And… I listened to it. The story itself is not so bad: Rabbit escapes from Fox and Bear. But the tape, oh the tape.  Since the story is from Song of the South, the tape sounds pretty much like the SNL skit.

not so different

This week, I’ve been reading The Group. I decided to take a look at it based on the fact that Betty Draper was reading it in an episode of Mad Men last season. When I saw what people had to say about it on goodreads I decided to give it a try.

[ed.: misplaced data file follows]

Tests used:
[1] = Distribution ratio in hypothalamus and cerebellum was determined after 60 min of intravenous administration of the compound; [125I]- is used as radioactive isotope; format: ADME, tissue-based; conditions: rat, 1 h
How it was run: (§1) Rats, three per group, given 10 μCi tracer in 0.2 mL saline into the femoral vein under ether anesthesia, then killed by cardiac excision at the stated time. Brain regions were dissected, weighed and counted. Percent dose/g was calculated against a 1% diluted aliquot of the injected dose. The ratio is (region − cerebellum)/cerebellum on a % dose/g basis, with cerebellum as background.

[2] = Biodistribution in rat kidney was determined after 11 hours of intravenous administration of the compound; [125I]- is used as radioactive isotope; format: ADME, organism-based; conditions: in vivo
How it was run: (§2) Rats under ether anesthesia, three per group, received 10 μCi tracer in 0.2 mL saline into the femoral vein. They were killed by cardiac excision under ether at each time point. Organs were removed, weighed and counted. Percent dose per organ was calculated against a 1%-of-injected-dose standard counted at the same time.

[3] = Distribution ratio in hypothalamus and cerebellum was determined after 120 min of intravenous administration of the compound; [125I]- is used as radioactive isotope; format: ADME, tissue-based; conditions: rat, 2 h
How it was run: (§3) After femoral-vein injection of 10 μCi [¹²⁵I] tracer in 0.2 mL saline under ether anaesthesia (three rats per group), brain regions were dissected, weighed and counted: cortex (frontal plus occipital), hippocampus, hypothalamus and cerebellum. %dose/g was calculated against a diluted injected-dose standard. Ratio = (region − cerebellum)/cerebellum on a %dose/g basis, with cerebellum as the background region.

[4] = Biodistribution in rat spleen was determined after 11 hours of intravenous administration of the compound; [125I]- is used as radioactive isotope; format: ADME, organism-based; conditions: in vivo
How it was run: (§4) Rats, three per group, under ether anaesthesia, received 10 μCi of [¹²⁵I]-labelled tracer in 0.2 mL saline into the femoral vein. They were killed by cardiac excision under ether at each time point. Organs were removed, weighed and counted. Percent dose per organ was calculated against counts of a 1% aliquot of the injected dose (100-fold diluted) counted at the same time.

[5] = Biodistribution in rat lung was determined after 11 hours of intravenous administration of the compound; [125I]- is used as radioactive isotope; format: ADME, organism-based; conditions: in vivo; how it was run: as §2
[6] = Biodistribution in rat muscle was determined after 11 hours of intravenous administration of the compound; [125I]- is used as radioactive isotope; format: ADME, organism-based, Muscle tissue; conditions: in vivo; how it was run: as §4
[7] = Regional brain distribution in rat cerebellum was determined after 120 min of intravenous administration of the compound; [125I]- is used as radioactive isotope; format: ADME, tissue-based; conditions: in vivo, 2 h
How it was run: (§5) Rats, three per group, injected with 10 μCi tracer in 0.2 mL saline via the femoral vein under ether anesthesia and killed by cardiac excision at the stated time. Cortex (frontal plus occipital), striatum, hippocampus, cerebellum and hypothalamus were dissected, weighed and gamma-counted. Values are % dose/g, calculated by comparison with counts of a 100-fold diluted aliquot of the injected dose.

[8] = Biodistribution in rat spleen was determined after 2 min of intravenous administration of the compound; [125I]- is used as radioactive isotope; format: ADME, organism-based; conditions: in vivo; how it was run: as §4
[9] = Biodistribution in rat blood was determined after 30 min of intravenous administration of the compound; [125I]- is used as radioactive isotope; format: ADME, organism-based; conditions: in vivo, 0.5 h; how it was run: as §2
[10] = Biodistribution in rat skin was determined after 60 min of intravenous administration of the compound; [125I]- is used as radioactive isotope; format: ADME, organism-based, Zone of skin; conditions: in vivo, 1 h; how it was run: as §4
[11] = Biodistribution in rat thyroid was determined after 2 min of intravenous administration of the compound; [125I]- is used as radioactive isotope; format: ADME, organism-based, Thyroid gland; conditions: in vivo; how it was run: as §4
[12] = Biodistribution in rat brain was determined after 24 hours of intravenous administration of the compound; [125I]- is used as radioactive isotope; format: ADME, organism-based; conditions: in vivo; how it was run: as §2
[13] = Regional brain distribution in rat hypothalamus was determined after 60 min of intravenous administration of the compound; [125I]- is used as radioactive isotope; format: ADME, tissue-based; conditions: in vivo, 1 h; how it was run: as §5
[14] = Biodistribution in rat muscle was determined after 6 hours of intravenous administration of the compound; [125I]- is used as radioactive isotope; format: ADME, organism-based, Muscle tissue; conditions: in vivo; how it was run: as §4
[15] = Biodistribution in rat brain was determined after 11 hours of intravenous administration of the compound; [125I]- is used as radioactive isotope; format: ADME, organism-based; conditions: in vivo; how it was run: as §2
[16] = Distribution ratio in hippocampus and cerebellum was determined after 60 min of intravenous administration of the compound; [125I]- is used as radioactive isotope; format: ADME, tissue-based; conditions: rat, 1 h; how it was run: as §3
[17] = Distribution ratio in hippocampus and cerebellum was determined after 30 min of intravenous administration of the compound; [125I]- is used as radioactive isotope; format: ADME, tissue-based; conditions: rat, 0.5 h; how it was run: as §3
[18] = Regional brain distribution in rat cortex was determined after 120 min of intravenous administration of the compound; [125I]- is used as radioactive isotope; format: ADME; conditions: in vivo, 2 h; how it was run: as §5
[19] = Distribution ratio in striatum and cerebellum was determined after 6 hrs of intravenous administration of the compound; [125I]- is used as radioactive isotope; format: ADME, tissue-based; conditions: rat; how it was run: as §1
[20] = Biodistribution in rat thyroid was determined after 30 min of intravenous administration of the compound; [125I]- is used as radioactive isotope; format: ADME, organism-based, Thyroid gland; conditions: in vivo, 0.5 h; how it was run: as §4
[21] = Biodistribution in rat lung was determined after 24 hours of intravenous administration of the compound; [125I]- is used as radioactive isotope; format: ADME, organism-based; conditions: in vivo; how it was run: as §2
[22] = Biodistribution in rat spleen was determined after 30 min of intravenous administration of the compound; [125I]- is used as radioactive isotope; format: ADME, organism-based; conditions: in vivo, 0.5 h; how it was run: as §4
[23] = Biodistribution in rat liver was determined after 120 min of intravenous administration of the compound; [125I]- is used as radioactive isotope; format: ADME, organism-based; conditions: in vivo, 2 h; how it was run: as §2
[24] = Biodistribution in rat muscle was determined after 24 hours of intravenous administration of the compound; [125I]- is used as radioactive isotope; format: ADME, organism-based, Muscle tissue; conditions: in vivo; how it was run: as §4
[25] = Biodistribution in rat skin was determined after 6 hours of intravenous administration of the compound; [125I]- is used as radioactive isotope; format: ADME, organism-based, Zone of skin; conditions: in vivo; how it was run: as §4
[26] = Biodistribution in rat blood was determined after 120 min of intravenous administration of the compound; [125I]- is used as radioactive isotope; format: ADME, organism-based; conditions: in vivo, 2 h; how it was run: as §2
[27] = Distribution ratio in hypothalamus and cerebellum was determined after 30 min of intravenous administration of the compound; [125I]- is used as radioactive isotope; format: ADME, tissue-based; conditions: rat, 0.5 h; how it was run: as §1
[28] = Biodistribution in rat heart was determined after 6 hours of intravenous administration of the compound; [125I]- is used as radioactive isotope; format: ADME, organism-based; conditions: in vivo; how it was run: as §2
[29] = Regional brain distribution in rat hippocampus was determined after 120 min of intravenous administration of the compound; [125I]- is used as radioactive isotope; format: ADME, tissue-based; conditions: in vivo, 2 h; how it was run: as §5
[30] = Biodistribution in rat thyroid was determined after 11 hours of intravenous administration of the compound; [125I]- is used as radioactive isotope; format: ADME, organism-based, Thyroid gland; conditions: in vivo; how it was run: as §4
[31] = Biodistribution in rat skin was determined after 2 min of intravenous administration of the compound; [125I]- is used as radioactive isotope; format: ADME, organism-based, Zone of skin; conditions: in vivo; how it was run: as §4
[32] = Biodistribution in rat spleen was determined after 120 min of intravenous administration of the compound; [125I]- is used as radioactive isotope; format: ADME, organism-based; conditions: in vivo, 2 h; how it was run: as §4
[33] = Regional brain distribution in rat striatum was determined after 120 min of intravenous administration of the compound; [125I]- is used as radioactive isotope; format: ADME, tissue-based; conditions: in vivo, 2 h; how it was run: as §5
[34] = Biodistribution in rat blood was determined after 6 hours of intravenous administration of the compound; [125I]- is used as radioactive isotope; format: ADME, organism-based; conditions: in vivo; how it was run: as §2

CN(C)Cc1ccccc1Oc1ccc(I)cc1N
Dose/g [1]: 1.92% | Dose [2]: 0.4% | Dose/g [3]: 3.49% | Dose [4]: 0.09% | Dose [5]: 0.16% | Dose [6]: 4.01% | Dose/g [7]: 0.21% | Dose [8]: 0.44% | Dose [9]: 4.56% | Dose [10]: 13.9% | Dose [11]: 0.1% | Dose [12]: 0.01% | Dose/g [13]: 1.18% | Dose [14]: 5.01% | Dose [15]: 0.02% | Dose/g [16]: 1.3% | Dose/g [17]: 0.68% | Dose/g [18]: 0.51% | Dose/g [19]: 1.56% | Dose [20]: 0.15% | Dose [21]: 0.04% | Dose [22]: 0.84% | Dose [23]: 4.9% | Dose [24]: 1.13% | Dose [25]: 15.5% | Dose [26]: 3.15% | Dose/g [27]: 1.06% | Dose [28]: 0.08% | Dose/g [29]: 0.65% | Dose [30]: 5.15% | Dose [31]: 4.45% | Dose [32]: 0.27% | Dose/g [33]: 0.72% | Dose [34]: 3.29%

There were two chapters in particular (that I’ve read so far) that really struck me. First, there’s a part where one of the girls (unmarried, even) goes to get a diaphragm. God, that made me pretty thankful for the choices I have. Not that I’ve ever really been faced with anything hard, but honestly, how much has changed? I mean, there is still the school of thought that using birth control will cause a person, er woman, to be promiscuous. This book takes place in the 30s and well,  we’re 80 years (jeepers!) past then and still, the amount of time spent worrying over the virtues of young women is still a hot topic. It’s not so different. Change some wording here and there, and the ideas are all the same. I was so proud of this girl, marching herself to the “birth-control bureau” and using her real name (!) all so she could sleep with a man who admitted he was never going to marry her. And then. Then because she can’t take it home with her (because she doesn’t want her roommate to see) and he isn’t home, she sits and waits for six hours on a park bench until she gives up, leaves the bag under a bench and walks away, hoping no one sees her. And never talks to the boy again. (or at least not that I’ve read yet.)